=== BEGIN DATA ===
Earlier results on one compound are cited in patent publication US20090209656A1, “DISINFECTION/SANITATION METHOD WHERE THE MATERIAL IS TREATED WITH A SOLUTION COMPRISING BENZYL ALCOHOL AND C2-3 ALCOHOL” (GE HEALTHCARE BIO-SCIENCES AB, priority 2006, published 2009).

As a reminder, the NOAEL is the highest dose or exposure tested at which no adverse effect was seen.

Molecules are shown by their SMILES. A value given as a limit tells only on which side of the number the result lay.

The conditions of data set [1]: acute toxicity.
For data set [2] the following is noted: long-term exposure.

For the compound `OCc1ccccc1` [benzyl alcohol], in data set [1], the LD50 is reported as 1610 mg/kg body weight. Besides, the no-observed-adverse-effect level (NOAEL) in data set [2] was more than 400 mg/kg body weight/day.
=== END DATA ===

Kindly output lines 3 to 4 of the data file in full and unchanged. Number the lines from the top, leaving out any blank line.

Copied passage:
Molecules are shown by their SMILES. A value given as a limit tells only on which side of the number the result lay.

The conditions of data set [1]: acute toxicity.